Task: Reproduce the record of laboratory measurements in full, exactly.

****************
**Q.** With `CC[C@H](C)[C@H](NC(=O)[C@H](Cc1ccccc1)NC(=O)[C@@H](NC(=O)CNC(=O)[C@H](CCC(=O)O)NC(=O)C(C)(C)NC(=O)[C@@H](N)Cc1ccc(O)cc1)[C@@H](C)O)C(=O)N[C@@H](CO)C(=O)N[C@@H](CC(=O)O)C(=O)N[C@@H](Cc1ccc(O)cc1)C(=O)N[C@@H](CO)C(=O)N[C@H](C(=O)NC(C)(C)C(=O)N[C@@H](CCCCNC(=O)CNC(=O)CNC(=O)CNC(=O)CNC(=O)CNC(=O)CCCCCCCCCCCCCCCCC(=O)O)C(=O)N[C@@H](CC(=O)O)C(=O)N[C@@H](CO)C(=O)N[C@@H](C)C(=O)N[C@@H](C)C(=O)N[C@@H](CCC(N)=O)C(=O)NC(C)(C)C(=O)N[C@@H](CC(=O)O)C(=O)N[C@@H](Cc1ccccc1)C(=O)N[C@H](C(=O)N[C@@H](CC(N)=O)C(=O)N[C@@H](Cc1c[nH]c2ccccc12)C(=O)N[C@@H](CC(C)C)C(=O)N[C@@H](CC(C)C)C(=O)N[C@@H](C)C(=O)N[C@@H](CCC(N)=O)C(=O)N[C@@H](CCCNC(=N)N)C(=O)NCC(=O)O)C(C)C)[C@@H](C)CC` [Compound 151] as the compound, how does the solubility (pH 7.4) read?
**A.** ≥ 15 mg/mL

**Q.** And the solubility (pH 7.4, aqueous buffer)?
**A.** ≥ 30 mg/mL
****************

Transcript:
**Q.** With `CC[C@H](C)[C@H](NC(=O)[C@H](Cc1ccccc1)NC(=O)[C@@H](NC(=O)CNC(=O)[C@H](CCC(=O)O)NC(=O)C(C)(C)NC(=O)[C@@H](N)Cc1ccc(O)cc1)[C@@H](C)O)C(=O)N[C@@H](CO)C(=O)N[C@@H](CC(=O)O)C(=O)N[C@@H](Cc1ccc(O)cc1)C(=O)N[C@@H](CO)C(=O)N[C@H](C(=O)NC(C)(C)C(=O)N[C@@H](CCCCNC(=O)CNC(=O)CNC(=O)CNC(=O)CNC(=O)CNC(=O)CCCCCCCCCCCCCCCCC(=O)O)C(=O)N[C@@H](CC(=O)O)C(=O)N[C@@H](CO)C(=O)N[C@@H](C)C(=O)N[C@@H](C)C(=O)N[C@@H](CCC(N)=O)C(=O)NC(C)(C)C(=O)N[C@@H](CC(=O)O)C(=O)N[C@@H](Cc1ccccc1)C(=O)N[C@H](C(=O)N[C@@H](CC(N)=O)C(=O)N[C@@H](Cc1c[nH]c2ccccc12)C(=O)N[C@@H](CC(C)C)C(=O)N[C@@H](CC(C)C)C(=O)N[C@@H](C)C(=O)N[C@@H](CCC(N)=O)C(=O)N[C@@H](CCCNC(=N)N)C(=O)NCC(=O)O)C(C)C)[C@@H](C)CC` [Compound 151] as the compound, how does the solubility (pH 7.4) read?
**A.** ≥ 15 mg/mL

**Q.** And the solubility (pH 7.4, aqueous buffer)?
**A.** ≥ 30 mg/mL